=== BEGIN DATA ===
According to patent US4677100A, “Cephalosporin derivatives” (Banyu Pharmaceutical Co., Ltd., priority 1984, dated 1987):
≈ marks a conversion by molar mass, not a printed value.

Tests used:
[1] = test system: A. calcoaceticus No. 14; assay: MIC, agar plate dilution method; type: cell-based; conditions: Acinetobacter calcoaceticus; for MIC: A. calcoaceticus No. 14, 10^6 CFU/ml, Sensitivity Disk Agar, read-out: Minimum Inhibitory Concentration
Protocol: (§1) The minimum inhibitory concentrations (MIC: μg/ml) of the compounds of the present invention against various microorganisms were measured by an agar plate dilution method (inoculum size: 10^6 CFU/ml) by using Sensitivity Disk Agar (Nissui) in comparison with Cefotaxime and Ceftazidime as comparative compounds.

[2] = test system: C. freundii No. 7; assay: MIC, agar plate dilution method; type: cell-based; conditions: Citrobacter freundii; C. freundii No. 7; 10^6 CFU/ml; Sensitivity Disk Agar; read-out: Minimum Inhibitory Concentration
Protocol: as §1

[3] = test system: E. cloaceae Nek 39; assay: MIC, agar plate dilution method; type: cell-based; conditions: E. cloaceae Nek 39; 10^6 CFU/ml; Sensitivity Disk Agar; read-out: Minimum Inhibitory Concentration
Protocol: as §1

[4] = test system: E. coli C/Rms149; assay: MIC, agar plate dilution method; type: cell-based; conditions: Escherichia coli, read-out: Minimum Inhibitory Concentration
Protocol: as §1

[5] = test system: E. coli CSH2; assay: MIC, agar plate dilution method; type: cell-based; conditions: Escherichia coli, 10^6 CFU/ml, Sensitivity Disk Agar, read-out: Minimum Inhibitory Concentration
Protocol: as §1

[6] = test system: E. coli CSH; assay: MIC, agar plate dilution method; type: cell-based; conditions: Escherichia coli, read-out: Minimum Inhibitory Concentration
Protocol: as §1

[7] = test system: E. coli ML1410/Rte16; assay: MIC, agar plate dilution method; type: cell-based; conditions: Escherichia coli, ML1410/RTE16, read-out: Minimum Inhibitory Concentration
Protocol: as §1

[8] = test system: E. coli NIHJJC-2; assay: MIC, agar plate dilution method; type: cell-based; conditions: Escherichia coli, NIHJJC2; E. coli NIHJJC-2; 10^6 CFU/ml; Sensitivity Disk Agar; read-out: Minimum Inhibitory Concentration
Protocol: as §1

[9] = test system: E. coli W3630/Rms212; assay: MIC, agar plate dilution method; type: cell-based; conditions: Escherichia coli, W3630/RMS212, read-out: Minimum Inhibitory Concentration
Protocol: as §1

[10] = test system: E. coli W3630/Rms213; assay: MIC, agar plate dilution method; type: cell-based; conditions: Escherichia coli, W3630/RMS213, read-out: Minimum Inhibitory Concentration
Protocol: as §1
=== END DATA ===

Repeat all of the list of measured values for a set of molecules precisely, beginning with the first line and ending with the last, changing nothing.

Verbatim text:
According to patent US4677100A, “Cephalosporin derivatives” (Banyu Pharmaceutical Co., Ltd., priority 1984, dated 1987):
≈ marks a conversion by molar mass, not a printed value.

Tests used:
[1] = test system: A. calcoaceticus No. 14; assay: MIC, agar plate dilution method; type: cell-based; conditions: Acinetobacter calcoaceticus; for MIC: A. calcoaceticus No. 14, 10^6 CFU/ml, Sensitivity Disk Agar, read-out: Minimum Inhibitory Concentration
Protocol: (§1) The minimum inhibitory concentrations (MIC: μg/ml) of the compounds of the present invention against various microorganisms were measured by an agar plate dilution method (inoculum size: 10^6 CFU/ml) by using Sensitivity Disk Agar (Nissui) in comparison with Cefotaxime and Ceftazidime as comparative compounds.

[2] = test system: C. freundii No. 7; assay: MIC, agar plate dilution method; type: cell-based; conditions: Citrobacter freundii; C. freundii No. 7; 10^6 CFU/ml; Sensitivity Disk Agar; read-out: Minimum Inhibitory Concentration
Protocol: as §1

[3] = test system: E. cloaceae Nek 39; assay: MIC, agar plate dilution method; type: cell-based; conditions: E. cloaceae Nek 39; 10^6 CFU/ml; Sensitivity Disk Agar; read-out: Minimum Inhibitory Concentration
Protocol: as §1

[4] = test system: E. coli C/Rms149; assay: MIC, agar plate dilution method; type: cell-based; conditions: Escherichia coli, read-out: Minimum Inhibitory Concentration
Protocol: as §1

[5] = test system: E. coli CSH2; assay: MIC, agar plate dilution method; type: cell-based; conditions: Escherichia coli, 10^6 CFU/ml, Sensitivity Disk Agar, read-out: Minimum Inhibitory Concentration
Protocol: as §1

[6] = test system: E. coli CSH; assay: MIC, agar plate dilution method; type: cell-based; conditions: Escherichia coli, read-out: Minimum Inhibitory Concentration
Protocol: as §1

[7] = test system: E. coli ML1410/Rte16; assay: MIC, agar plate dilution method; type: cell-based; conditions: Escherichia coli, ML1410/RTE16, read-out: Minimum Inhibitory Concentration
Protocol: as §1

[8] = test system: E. coli NIHJJC-2; assay: MIC, agar plate dilution method; type: cell-based; conditions: Escherichia coli, NIHJJC2; E. coli NIHJJC-2; 10^6 CFU/ml; Sensitivity Disk Agar; read-out: Minimum Inhibitory Concentration
Protocol: as §1

[9] = test system: E. coli W3630/Rms212; assay: MIC, agar plate dilution method; type: cell-based; conditions: Escherichia coli, W3630/RMS212, read-out: Minimum Inhibitory Concentration
Protocol: as §1

[10] = test system: E. coli W3630/Rms213; assay: MIC, agar plate dilution method; type: cell-based; conditions: Escherichia coli, W3630/RMS213, read-out: Minimum Inhibitory Concentration
Protocol: as §1